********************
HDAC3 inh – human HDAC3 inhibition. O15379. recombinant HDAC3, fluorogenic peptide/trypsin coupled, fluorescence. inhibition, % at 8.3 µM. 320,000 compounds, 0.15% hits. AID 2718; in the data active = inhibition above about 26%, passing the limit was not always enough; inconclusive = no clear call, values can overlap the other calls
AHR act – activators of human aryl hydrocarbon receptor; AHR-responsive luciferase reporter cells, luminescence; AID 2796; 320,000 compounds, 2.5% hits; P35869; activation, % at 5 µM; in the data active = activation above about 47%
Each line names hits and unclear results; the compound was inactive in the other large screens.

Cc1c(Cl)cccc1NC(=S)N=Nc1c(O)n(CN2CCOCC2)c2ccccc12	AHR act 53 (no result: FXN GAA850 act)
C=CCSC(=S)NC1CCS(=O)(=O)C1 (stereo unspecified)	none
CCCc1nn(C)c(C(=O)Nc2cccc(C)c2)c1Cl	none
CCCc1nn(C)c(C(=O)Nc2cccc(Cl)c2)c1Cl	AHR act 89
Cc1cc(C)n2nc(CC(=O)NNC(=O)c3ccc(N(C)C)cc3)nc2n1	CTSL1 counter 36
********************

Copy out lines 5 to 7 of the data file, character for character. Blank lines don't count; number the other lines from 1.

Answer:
C=CCSC(=S)NC1CCS(=O)(=O)C1 (stereo unspecified)	none
CCCc1nn(C)c(C(=O)Nc2cccc(C)c2)c1Cl	none
CCCc1nn(C)c(C(=O)Nc2cccc(Cl)c2)c1Cl	AHR act 89